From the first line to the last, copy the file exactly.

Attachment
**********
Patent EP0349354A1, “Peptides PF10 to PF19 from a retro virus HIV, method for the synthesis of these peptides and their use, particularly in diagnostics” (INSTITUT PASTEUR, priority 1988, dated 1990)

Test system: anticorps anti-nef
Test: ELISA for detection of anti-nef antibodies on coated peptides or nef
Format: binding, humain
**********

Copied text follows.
Patent EP0349354A1, “Peptides PF10 to PF19 from a retro virus HIV, method for the synthesis of these peptides and their use, particularly in diagnostics” (INSTITUT PASTEUR, priority 1988, dated 1990)

Test system: anticorps anti-nef
Test: ELISA for detection of anti-nef antibodies on coated peptides or nef
Format: binding, humain